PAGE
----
While spatial Nautilius is not perfect (why oh why does it need 2 minutes to list 3000 files stored in one folder while Windows NT 4.0 Explorer lists 10000 files in 15 seconds on the same machine...), it is able to recreate the desktop metaphor that started the graphical desktop revolution with Xerox Alto and Star so many years ago. Please, don't stop all these good ideas coming back again. And remember that the spatial applications do not organise your work by themselves: you have to help them and keep your data organised yourself and then you will see how much spatial interface may make work easier and more effecient.

Radoslaw Sokol is a network administrator in Poland.

OSNews' EIC's opinion:
Personally, I am all for the spatial interface, but not on top of the current hierarchical file systems. When filesystems become fully DB-based and MIME-based with no folders (they would be sorted based on extended attributes criteria, not based on folders) *then* a spatial interface would make absolute sense because each view/window would represent a different "search" result based on attribute search: For example, "show me the files that belongs to XX package, were created before 2004, are JPEG or PNG and their EXIF information includes the word 'Greece Holidays'", a query created by an easy to use dialog, like in this example. Each query can be saved down if the user wishes to, and because each one is unique, it would need to be represented in a different result window, that's where the spatiality should come in.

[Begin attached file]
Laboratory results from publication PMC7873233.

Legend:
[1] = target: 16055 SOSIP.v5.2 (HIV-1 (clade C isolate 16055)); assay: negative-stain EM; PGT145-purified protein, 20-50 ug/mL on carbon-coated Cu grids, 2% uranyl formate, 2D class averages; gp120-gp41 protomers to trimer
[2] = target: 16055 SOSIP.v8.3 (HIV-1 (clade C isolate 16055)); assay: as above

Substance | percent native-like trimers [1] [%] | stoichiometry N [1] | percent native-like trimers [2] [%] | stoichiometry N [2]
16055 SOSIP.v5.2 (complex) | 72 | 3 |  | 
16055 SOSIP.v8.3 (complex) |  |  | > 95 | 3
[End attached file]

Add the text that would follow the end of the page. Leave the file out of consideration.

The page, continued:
But as things are today, the spatial Nautilus is going live before its time. Explorer-like file managers are a better bet for the kind of filesystems we utilize today. Yes, spatiality is the future. Not just yet though because the filesystem part needs a grassroot "upgrade" too.

The above example comes from BeOS, where its file manager, Tracker, is also a spatial file manager (unfortunately also on top of a hierarchical FS with folders, so spatiality was also not well suited despite the fact BFS was an advanced fs for its time). When Tracker became open source in 2000, the FIRST thing users added to the codebase was the option to not open each folder on its own window. It was the most common problem users had with the fm, just like today with Nautilus. This says a lot and unfortunately the Gnome Project didn't learn from history and they basically repeated the same mistake. -- Eugenia